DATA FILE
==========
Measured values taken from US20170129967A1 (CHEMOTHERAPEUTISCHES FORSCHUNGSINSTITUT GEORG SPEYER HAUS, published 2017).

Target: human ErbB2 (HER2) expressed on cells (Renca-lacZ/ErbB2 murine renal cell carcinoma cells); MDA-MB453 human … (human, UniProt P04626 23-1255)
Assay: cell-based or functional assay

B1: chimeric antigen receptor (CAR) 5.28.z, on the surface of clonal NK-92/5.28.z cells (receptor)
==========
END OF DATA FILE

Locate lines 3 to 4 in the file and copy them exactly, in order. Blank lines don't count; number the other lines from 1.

Assay: cell-based or functional assay

B1: chimeric antigen receptor (CAR) 5.28.z, on the surface of clonal NK-92/5.28.z cells (receptor)